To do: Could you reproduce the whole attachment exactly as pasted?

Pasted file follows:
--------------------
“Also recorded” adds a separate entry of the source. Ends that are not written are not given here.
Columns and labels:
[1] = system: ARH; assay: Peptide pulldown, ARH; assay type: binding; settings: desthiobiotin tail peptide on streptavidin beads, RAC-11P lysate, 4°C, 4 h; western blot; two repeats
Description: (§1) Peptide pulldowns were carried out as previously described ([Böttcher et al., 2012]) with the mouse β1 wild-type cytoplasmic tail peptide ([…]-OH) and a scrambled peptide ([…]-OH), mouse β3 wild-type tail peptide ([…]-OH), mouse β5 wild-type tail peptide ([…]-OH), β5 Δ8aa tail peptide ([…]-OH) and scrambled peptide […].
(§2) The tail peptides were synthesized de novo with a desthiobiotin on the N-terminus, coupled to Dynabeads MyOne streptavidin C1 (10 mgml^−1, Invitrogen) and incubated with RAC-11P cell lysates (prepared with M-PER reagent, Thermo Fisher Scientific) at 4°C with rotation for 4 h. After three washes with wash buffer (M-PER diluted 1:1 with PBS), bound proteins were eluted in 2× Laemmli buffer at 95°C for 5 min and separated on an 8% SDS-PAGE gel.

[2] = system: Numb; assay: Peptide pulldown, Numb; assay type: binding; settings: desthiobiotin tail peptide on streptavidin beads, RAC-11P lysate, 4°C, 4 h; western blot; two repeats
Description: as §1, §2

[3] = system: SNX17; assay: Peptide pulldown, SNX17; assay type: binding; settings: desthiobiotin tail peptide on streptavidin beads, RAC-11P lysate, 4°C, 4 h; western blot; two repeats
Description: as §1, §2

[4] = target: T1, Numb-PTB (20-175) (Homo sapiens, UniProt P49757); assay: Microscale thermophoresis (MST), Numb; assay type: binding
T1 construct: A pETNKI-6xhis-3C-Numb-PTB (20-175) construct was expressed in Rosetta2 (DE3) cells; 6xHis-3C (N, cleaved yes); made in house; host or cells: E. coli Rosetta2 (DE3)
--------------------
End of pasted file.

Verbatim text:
“Also recorded” adds a separate entry of the source. Ends that are not written are not given here.
Columns and labels:
[1] = system: ARH; assay: Peptide pulldown, ARH; assay type: binding; settings: desthiobiotin tail peptide on streptavidin beads, RAC-11P lysate, 4°C, 4 h; western blot; two repeats
Description: (§1) Peptide pulldowns were carried out as previously described ([Böttcher et al., 2012]) with the mouse β1 wild-type cytoplasmic tail peptide ([…]-OH) and a scrambled peptide ([…]-OH), mouse β3 wild-type tail peptide ([…]-OH), mouse β5 wild-type tail peptide ([…]-OH), β5 Δ8aa tail peptide ([…]-OH) and scrambled peptide […].
(§2) The tail peptides were synthesized de novo with a desthiobiotin on the N-terminus, coupled to Dynabeads MyOne streptavidin C1 (10 mgml^−1, Invitrogen) and incubated with RAC-11P cell lysates (prepared with M-PER reagent, Thermo Fisher Scientific) at 4°C with rotation for 4 h. After three washes with wash buffer (M-PER diluted 1:1 with PBS), bound proteins were eluted in 2× Laemmli buffer at 95°C for 5 min and separated on an 8% SDS-PAGE gel.

[2] = system: Numb; assay: Peptide pulldown, Numb; assay type: binding; settings: desthiobiotin tail peptide on streptavidin beads, RAC-11P lysate, 4°C, 4 h; western blot; two repeats
Description: as §1, §2

[3] = system: SNX17; assay: Peptide pulldown, SNX17; assay type: binding; settings: desthiobiotin tail peptide on streptavidin beads, RAC-11P lysate, 4°C, 4 h; western blot; two repeats
Description: as §1, §2

[4] = target: T1, Numb-PTB (20-175) (Homo sapiens, UniProt P49757); assay: Microscale thermophoresis (MST), Numb; assay type: binding
T1 construct: A pETNKI-6xhis-3C-Numb-PTB (20-175) construct was expressed in Rosetta2 (DE3) cells; 6xHis-3C (N, cleaved yes); made in house; host or cells: E. coli Rosetta2 (DE3)